Ancient Architects of the Mississippi
Several thousands of years ago in the lower Mississippi River Delta, Native Americans began constructing mounds to bury the dead. For the next fifteen centuries, these various groups would build what may be called the first dense urban settlements in what would later become the United States. Today some of these former settlements and earthworks are overseen by the National Park Service, which has seen fit to create this website to provide information to the general public. Here visitors can review information about these settlements, view a timeline of related events, and learn about the complex nature of trade within and among these communities. The site also has a “Delta Voices” section, which contains some brief quotations from early explorers who traversed the area, along with comments from Native Americans and perspectives from contemporary archaeologists and scholars. [KMG] (From the Scout Report)
Interactive Dig Sagalassos: City in the Clouds
At the beginning of the 18th century, Sagalassos, City in the Clouds, was discovered in Turkey. Upon first seeing the ruined city, Paul Lucas, on a mission for Louis XIV, described the ruined city as someplace once inhabited by fairies. Over a century later, the preserved ruins of Sagalassos were considered indispensable by students of antiquity, and in modern times, the site has been excavated extensively by a team of scholars from the Catholic University of Leuven. This site is designed by the good people at Archaeology Magazine for people interested in the site who cannot make it to Turkey themselves. On the site, visitors can read field reports from the different areas of the site (such as the Roman baths located there), look at the “Find Of Week” item, and learn about the daily life in and around the camp. Additionally, visitors would do well to consult the map of the excavation site in order to accurately gauge their bearings within the ancient city and Turkey. [KMG] (From the Scout Report)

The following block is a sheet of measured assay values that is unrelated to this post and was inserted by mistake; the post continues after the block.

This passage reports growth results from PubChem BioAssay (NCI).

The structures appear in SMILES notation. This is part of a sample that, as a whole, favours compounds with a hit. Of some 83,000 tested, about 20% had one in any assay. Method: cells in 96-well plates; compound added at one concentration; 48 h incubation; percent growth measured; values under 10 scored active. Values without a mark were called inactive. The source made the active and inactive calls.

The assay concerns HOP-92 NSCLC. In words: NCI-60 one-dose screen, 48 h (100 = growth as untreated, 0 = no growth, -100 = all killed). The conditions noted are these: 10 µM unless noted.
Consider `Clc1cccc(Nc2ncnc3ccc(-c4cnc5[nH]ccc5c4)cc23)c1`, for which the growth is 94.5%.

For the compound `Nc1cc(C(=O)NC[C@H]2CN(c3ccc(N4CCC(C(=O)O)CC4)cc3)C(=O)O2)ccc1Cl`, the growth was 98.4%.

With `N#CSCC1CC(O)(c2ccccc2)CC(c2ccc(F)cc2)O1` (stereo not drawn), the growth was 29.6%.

There are a number of novel and intriguing ways to present information via the web, and the Museum of Science in Boston has struck on one with this rather fine site. With the intent of introducing interested parties to the world of funerary practices in ancient Egypt, the site allows visitors to spend 3300 debens (an unit of currency from that period) on selecting their own tomb, mummification, mummy case, and “extras” (such as an amulet or a statuette). Visitors begin by reading a welcome statement about this process, and they can add items to their shopping cart, all the while learning about this fascinating aspect of world history. Of course, visitors can also click on a number of hypertext links embedded within the item descriptions to learn more such topics as the benefits of selecting a shallow urban grave or a canopic jar. [KMG] (From the Scout Report)